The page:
Since day one of the season for Liverpool, a narrative has been pushed that defensively they’re not as secure this time around. Virgil van Dijk had a lapse in judgement against Leeds United to gift Patrick Bamford a goal and Marcelo Bielsa’s team carved out multiple openings against the champions. In reality, a number of those would have been offside, but the new rule, which allows the game to continue until a shot is taken, skews perception.
For some, that is irrelevant. Jürgen Klopp’s side had a few forgettable moments after securing the title and when all of these moments are grouped together, it doesn’t paint the prettiest of pictures.
Then that Aston Villa game happened and the narrative was further strengthened.
Liverpool went from having one of the meanest defences, not just in England but across Europe, to having one of the most porous backlines, and it happened in the blink of an eye. Only Leeds and West Bromwich Albion (both 17) have conceded more goals than the Reds this term.
The headline figures don’t look great for the Merseysiders. If the season played out using their current average, they’d finish having conceded 76 goals (vs 33 last season). That definitely isn’t going to happen but it does put into perspective why so many people believe their defensive unit is struggling this time around.
If you write off the Villa game as a freak result, Liverpool have conceded 11 in seven. That is still a relatively high number for a Klopp side, but it does bring their goals against per game average down to 1.57. For context, table-toppers Leicester City’s goals conceded per 90 average is 1.13.
When you look at the underlying numbers, the two sides are even closer. For this, we’re looking at non-dead ball expected goals against (NDBxGA); this strips away all efforts from set-pieces to determine how good teams are defensively in open-play. Liverpool’s average is 0.96 per 90, while Leicester’s is 0.94. For this particular metric, the Reds rank sixth in the Premier League.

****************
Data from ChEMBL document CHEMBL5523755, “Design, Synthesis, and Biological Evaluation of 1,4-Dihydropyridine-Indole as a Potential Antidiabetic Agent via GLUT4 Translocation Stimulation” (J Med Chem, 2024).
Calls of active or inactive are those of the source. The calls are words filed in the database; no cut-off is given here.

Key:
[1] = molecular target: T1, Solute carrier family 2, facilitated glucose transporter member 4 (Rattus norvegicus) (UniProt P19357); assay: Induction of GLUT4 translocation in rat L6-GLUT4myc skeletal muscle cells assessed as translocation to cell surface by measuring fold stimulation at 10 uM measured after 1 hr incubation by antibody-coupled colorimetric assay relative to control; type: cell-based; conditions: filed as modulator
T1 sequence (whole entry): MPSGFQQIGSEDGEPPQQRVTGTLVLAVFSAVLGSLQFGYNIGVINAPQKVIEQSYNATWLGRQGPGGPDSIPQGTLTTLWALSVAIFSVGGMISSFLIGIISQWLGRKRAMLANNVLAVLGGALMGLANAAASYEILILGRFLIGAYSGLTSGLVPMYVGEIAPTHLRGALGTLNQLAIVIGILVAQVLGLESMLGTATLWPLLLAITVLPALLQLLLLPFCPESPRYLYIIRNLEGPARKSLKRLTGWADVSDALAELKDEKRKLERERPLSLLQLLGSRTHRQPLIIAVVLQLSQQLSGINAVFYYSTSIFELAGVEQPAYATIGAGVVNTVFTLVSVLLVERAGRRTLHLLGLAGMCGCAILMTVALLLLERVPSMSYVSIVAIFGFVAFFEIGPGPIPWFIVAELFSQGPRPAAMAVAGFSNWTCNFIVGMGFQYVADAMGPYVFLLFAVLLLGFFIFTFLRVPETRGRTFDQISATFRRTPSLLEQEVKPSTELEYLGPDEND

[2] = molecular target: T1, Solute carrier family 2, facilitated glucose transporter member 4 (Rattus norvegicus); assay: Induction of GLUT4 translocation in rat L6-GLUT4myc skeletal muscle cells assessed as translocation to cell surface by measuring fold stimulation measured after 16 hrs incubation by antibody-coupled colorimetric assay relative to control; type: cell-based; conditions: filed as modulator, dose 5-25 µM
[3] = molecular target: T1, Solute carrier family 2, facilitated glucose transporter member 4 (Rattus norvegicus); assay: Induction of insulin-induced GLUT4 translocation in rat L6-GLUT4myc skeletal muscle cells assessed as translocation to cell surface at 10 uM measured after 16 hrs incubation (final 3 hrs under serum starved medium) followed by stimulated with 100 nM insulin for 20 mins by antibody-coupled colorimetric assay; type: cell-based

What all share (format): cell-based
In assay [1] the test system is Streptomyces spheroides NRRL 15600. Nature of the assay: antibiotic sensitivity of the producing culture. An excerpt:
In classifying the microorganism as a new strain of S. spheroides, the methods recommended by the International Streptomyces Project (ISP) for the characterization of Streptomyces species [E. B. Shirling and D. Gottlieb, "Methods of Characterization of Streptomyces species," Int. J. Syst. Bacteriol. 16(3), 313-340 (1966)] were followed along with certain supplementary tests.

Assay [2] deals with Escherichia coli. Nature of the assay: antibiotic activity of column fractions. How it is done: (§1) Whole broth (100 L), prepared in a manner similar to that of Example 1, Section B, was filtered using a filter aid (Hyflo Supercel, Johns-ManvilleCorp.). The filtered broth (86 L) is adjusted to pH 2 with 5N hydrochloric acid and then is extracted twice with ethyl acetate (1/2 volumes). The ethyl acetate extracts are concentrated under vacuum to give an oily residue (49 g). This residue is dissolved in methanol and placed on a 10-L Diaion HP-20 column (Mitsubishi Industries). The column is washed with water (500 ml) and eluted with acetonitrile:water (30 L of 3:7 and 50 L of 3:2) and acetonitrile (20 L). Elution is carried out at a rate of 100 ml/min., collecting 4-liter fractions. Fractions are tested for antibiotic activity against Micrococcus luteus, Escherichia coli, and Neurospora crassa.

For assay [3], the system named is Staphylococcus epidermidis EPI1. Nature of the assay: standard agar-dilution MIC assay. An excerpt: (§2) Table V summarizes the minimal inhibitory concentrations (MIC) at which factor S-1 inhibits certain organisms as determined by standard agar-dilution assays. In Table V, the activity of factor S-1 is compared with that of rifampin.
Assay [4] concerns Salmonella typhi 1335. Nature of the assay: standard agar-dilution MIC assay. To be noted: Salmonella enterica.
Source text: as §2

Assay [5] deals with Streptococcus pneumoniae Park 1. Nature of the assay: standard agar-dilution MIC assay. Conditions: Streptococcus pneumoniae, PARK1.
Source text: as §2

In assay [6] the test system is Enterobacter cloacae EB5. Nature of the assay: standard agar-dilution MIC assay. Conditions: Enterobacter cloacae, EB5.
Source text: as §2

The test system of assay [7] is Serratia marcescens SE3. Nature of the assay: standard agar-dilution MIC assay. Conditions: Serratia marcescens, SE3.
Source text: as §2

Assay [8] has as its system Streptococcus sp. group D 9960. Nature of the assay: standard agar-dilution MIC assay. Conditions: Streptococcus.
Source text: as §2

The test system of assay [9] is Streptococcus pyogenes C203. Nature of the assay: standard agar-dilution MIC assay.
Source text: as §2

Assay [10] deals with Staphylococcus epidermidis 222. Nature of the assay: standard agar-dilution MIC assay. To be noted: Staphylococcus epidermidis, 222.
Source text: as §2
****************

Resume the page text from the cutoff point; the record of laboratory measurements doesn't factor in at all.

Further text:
The shot map above details all of the open-play efforts Liverpool have faced this season. There are only a handful of chances that fall into the ‘easy’ category. These are considered high-quality opportunities, with an expected goals rating of close to one. The shot map is the total for the eight matches the Reds have played in the Premier League during the 2020/21 campaign so far. With the exception of the Villa game, Klopp’s side aren’t allowing low-quality efforts to be scored.
Liverpool have been rather unfortunate, too. Non-dead ball post-shot expected goals against (we’ll just call this PSxGA to avoid the world’s longest acronym) takes into account where the effort goes on target. For example, a player may have a shot with a NDBxG total of 0.6 but it’s a poor effort and the PSxG total is 0.3. They’ve devalued their effort with their finishing. The Reds, however, have seen the opposition add value to their efforts.
For the PSxGA metric, they rank 13th in the Premier League with an average of 1.24. On a per 90 basis, the difference between their non-dead ball xGA and PSxGA has been 0.28. That will be heavily influenced by what happened at Villa Park, though, with a number of goals on the night hitting the corners. You’d expect this to settle down a little as the season progresses. You’d also expect the Alisson factor to come into play at some point.
He’s one of the best in the world at shot-stopping and has a knack for saving those in-the-corner efforts. Of the 16 goals Liverpool have conceded in the Premier League this season, nine arrived in the two matches he missed.
You also have to consider the fact the Reds have been without Van Dijk, Fabinho, Joel Matip, Jordan Henderson, Naby Keïta and Thiago for periods of the season already, all of whom influence the defensive side of their game. Injuries galore and bad luck yet Liverpool still haven’t been giving up high-quality efforts on a regular basis.
Klopp’s side also have the highest NDBxG average in the league and the largest NDBxG to NDBxGA difference. It all points towards another title challenge and goes a long way to busting the myth that they’re all of a sudden a defensive disaster.
All the graphics and visualisations in this article use Wyscout data and were produced in the Twenty3 Content Toolbox.
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